Tuskegee Airman goes on to become first Air Force African-American general

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A man who was shunned because of his race during his four years at the U.S. Military Academy at West Point, N.Y., back in the early 1930s would go on to become the first African-American general in the U.S. Air Force.

Benjamin O. Davis, Jr. was born in 1912 to Benjamin O. Davis, Sr., an Army officer who would go on to become the Army's first African-American general.

When the younger Davis went on a flight as a teenager with a barnstorming pilot in Washington, D.C., he became hooked on flying. But it would be another 16 years before he would pin on his pilot wings.

At West Point he was shunned by his classmates and was given the silent treatment throughout his four years at the Academy, never having a roommate and taking meals alone. Despite the hardships, Davis graduated 35th in his class out of 278, and pinned on second lieutenant as one of only two line officers in the Army - his Dad being the other.

He initially applied for the Army Air Corps, but was rejected because of his race. He was assigned to an all-black 24th Infantry Regiment, one of the old Buffalo Soldier regiments. To avoid placing him in an all-white unit, Davis was next assigned to the all-black Tuskegee Institute in Alabama.

In 1941, Davis was assigned to the first training class at Tuskegee Army Air Field and earned his pilot's wings in early 1942 as one of five black officers to complete the course. He was the first black officer to solo an Army Air Corps aircraft. Four months later he was promoted to lieutenant colonel and named commander of the first all-black air unit, the 99th Pursuit Squadron. It was the beginning of the famed "Tuskegee Airmen."

They would see their first combat action over the skies of North Africa flying the Curtiss P-40 fighter, but later that year Davis would be called back to the U.S. to take command of the larger 332nd Fighter Group, preparing to head overseas.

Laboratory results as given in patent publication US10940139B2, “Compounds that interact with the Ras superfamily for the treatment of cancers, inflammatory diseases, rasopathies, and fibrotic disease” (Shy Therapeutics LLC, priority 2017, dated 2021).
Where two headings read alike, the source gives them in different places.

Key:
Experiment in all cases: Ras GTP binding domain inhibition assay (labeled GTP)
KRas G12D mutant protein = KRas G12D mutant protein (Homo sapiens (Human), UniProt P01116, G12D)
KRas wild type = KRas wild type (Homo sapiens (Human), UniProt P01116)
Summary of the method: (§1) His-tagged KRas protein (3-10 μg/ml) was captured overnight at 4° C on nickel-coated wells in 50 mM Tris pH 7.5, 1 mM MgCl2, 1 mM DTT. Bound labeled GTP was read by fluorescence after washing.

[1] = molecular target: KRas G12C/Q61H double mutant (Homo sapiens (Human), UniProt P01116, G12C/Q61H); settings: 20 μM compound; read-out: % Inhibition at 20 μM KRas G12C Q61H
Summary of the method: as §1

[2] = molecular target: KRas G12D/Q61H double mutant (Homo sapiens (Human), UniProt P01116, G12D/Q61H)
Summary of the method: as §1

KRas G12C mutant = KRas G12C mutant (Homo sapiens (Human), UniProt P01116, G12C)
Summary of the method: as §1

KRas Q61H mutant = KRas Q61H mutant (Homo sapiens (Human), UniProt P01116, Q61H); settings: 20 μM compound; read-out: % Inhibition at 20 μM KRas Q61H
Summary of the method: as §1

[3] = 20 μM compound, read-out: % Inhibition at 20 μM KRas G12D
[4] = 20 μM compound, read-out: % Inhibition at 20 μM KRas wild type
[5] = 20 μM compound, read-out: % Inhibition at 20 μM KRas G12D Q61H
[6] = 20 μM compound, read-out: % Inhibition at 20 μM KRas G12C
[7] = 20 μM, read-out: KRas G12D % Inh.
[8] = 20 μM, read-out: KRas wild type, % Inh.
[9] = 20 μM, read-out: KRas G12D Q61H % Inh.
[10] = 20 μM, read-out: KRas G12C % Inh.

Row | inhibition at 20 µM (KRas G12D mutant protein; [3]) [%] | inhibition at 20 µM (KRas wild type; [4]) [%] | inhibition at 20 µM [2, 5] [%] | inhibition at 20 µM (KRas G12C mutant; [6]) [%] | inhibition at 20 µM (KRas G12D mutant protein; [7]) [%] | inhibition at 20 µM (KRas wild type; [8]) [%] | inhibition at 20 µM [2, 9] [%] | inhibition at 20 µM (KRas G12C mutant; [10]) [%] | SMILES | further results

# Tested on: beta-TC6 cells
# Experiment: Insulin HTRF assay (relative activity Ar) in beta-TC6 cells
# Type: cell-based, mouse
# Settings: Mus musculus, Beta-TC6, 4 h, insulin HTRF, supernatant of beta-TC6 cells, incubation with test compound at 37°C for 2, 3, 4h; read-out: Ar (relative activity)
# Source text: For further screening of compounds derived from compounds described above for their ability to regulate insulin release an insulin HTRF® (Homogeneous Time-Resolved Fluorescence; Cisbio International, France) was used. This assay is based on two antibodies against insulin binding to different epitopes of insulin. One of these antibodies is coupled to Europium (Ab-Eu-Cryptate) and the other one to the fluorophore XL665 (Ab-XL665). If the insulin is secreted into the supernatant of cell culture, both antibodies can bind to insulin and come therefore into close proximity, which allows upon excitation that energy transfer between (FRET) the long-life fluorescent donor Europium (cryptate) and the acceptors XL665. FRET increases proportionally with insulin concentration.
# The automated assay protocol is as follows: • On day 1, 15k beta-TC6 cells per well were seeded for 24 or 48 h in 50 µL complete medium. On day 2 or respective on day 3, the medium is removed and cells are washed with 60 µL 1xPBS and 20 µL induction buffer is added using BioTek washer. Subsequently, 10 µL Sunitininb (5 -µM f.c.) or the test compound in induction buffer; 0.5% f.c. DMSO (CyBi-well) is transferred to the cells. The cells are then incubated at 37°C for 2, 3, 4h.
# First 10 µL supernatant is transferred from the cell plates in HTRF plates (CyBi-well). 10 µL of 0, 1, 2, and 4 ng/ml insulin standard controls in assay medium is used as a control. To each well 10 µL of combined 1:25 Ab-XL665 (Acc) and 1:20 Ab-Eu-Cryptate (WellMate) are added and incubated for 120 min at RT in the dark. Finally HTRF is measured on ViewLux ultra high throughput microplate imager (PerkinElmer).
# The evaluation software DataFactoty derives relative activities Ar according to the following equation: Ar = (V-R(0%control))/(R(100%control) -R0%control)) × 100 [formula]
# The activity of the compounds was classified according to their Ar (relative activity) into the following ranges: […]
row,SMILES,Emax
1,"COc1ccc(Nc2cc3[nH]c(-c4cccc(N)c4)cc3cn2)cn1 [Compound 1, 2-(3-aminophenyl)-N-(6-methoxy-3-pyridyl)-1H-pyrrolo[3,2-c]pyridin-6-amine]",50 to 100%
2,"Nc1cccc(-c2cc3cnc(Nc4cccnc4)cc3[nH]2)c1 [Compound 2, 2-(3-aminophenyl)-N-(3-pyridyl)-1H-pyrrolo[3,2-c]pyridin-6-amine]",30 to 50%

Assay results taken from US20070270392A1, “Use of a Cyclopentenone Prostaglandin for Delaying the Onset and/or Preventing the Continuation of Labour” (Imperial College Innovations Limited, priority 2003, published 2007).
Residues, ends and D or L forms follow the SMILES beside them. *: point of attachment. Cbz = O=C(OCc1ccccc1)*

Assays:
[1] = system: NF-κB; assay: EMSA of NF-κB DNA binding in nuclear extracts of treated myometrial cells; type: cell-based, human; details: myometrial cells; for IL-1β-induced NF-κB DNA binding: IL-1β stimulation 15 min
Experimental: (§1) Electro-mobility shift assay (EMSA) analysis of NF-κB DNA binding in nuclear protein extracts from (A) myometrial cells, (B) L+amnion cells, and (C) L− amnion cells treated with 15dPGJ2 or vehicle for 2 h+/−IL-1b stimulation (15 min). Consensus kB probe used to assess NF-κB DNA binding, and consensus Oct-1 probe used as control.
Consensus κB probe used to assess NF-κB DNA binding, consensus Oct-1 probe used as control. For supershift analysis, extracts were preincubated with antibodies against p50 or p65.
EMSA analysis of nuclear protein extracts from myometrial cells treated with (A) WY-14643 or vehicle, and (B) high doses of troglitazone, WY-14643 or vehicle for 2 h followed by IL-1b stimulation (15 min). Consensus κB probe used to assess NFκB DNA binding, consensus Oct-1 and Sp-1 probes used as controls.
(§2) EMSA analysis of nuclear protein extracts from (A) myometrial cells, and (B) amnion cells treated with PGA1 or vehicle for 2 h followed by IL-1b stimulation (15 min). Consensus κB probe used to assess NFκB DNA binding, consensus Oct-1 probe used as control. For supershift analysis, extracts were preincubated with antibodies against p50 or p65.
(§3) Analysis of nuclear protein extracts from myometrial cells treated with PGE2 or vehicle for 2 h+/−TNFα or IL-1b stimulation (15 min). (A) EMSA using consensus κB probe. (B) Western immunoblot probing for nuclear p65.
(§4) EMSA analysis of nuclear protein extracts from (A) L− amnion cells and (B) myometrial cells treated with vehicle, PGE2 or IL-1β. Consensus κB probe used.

After reports from senior leaders that his old unit had performed poorly during combat, Davis held a news conference in the Pentagon to defend his unit and present his case to the War Department studying the use of black servicemen. Critics were silenced in early 1944 when black pilots shot down 12 German planes over a two-day period while protecting the beachhead at Anzio, Italy.

Davis and his unit, nicknamed "Red Tails," for the distinctive markings on their planes, flew missions deep into German territory. His pilots flew more than 15,000 sorties downed 111 enemy planes and destroyed or damaged 273 on the ground. Davis led many of those missions and was awarded the Silver Star and the Distinguished Flying Cross for his efforts.

In July of 1948, President Harry S. Truman signed an executive order ending segregation within the military and Colonel Davis was instrumental in drafting the Air Force plan to implement this move.

Over next two decades, Davis would serve in the Pentagon and at overseas posts, and again see combat during the Korean War as the commander of the 51st Fighter-Interceptor Wing in Korea. He would serve in important posts in post-war Japan and Germany and in 1961 returned to the U.S. where he served as the Director of Manpower and Organization at Headquarters, U.S. Air Force.

He would later serve as chief of staff for U.S. Forces Korea, the commander of the 13th Air Force in the Philippines and as deputy commander in chief of the U.S. Strike Command at MacDill Air Force Base in Tampa, Fla. He retired from active duty in 1970 as a lieutenant general.

After his retirement, Davis continued serving in government, overseeing the development of airport security and highway safety as the Assistant Secretary of Transportation for Environment, Safety and Consumer Affairs.

In 1998, President Bill Clinton promoted Davis to four-star rank and on July 4, 2002, he passed away at the age of 89. He was buried with full honors at Arlington National Cemetery.